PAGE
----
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Ask Slashdot: Best Tools For Dealing With Glare Sensitivity? 195

Posted by timothy
from the dirty-looks-but-bright dept.
First time accepted submitter der_pinchy writes "For many years I have used a high-contrast desktop color scheme (with green text on black background) and notice more and more software uses a forced color scheme that can make it difficult to use. For web browsing I have always used Opera and its white-on-black user style sheet, but have to constantly tweak it so that certain elements and transparent images are visible. Is there anything to be done with some of the major offenders, like Office or recent versions of Visual Studio? Even recent browsers that support user style sheets still use a forced color scheme on a lot of there dialog controls."
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Ask Slashdot: Best Tools For Dealing With Glare Sensitivity?

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  • by hawguy (1600213) on Thursday January 17, 2013 @02:13PM (#42618523)

    No. I just tried with a pair on my screen. On this Dell LCD is seems to increase the distance between the text and the glass(plastic)? So whatever polarized coating they use in manufacture, gives all of the head ache and none of the 3D effect.

    HOWEVER! Just one lens is fine. So using two rights of lefts will be fine and is the best way to watch a 3D film.

    Turn your screen 90 degrees and the polarized glasses should take care of 100% of the glare. On most LCD screens, it will make the image go completely black.

    Which is always amusing when places use a monitor turned 90% as an information display - one bright sunny day we walked into a fast food restaurant and my wife asked me what I was going to order, while she pointed to the blank screens. I couldn't figure out how she was reading the menu until I remembered to take off my sunglasses.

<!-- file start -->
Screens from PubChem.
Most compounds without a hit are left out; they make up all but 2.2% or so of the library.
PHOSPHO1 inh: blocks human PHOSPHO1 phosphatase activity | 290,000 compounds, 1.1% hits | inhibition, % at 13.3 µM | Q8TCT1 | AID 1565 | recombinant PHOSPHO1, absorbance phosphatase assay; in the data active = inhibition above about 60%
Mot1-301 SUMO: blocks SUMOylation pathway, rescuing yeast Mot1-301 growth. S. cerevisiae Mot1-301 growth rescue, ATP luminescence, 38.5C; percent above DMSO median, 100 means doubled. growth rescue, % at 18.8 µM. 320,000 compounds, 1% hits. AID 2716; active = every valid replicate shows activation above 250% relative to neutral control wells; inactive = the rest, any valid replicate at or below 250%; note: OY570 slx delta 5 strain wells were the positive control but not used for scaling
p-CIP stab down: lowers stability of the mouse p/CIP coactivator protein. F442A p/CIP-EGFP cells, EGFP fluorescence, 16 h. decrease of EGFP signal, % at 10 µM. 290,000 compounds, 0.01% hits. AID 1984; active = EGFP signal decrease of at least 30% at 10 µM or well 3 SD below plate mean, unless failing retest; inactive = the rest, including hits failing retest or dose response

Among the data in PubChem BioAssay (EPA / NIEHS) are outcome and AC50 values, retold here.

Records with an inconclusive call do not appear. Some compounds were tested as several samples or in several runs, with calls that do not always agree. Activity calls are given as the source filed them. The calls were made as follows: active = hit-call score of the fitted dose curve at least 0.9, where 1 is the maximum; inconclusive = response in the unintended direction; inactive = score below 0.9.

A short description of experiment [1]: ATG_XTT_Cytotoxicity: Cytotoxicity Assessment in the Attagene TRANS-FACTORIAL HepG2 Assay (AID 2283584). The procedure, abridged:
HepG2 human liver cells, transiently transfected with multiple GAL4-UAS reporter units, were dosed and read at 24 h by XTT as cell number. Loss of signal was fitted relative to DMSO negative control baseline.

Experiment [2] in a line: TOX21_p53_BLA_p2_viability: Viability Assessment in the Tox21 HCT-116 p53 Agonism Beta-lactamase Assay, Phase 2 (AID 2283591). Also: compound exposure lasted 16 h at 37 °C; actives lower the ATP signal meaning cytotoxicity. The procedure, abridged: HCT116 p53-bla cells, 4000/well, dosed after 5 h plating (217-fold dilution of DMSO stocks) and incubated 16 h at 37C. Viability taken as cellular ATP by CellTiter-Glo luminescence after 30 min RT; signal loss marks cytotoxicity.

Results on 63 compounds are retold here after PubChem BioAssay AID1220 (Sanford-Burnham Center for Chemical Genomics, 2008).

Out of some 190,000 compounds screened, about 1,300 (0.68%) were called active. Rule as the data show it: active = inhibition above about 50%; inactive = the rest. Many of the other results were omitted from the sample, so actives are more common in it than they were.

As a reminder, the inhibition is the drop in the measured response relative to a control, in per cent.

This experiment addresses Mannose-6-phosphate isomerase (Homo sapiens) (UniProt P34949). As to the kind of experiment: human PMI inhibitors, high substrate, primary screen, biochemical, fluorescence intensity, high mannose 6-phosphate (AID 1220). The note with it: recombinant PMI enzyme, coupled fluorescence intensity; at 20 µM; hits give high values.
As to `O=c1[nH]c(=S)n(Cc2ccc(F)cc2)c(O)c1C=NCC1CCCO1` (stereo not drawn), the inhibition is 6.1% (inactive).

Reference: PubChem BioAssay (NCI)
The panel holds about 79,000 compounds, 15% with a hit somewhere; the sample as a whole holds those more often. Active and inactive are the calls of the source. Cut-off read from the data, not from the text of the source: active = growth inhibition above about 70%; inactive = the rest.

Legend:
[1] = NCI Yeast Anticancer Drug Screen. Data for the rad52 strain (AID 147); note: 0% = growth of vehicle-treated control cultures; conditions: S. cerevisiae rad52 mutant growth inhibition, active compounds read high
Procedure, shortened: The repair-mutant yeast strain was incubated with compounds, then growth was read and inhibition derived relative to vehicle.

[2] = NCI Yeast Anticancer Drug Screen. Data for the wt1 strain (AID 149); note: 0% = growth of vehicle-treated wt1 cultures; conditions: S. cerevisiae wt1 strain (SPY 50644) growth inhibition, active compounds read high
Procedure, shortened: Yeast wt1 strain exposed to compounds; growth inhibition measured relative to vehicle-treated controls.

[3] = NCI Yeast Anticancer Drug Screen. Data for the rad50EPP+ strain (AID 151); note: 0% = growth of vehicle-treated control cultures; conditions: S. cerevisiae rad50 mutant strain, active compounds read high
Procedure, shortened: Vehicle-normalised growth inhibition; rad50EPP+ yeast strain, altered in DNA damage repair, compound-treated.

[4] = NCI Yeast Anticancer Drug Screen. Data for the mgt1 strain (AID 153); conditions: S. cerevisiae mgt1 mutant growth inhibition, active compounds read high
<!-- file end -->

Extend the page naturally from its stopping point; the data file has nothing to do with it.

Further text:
What I don't know is whether monitor makers purposely chose a polarization direction that works well with glare reducing polarized sunglasses, or if it's just coincidence that the best polarization direction for a monitor also happens to be compatible with sunglasses.

  • by Anonymous Coward on Thursday January 17, 2013 @02:20PM (#42618591)

    You do realize that all those speciality glasses are doing is what you should be doing anyways, right?
    Calibrate your monitor to ~6500K and the need for yellow tint glasses goes away. Modern monitors come from the factory over 10000K which is AWFUL.
    Added blue makes whites look 'whiter' and brighter, so they keep turninig up the blue.

  • by Anonymous Coward on Thursday January 17, 2013 @03:56PM (#42619627)

    I think they are just yellow tinted glasses. I needed some glasses for twilight bike riding in the rain (to protect my eyes from rain at speed), and the store I went to had both clear and yellow tinted, so I thought I'd try the yellow tinted. To my surprise, I discovered they helped a little with driving at night: my eyes didn't get as dry, and my endurance and night driving agitation was reduced. Maybe it's placebo, but it was only a mistake that I wore them (I put them on because snow and forgot them on, on a long drive into the night), so...
    Anyways, definitively saying its 100% placebo seems even more misplaced than thinking they could help.

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